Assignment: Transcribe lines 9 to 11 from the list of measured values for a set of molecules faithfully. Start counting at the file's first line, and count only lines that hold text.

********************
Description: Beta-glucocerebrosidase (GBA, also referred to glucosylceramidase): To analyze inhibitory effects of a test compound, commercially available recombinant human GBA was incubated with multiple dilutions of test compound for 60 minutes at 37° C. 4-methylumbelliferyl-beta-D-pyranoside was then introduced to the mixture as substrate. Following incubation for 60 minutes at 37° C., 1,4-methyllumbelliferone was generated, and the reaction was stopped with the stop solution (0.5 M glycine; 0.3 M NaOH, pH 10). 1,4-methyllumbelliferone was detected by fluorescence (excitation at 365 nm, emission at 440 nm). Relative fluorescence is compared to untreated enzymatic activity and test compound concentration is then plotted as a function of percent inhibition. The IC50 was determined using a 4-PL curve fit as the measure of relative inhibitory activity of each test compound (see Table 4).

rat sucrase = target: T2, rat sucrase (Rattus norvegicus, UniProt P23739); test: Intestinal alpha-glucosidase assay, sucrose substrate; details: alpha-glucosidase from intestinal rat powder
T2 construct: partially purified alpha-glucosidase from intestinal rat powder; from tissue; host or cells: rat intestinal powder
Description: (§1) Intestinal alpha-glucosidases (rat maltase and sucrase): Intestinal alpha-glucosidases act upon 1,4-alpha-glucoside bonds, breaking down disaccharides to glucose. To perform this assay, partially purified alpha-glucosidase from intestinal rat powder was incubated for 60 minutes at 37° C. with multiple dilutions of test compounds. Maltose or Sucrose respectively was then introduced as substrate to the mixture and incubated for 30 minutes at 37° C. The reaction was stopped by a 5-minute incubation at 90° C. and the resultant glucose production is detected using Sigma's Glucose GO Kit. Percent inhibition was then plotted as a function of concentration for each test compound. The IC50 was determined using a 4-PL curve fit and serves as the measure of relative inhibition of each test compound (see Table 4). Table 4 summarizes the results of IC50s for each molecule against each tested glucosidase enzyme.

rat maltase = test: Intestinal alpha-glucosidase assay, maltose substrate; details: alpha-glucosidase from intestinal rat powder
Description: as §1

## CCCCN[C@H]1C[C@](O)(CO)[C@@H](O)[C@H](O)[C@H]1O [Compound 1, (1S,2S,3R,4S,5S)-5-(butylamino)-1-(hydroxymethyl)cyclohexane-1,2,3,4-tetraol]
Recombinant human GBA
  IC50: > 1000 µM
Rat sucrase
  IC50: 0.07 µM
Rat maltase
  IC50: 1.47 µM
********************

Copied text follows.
  IC50: > 1000 µM
Rat sucrase
  IC50: 0.07 µM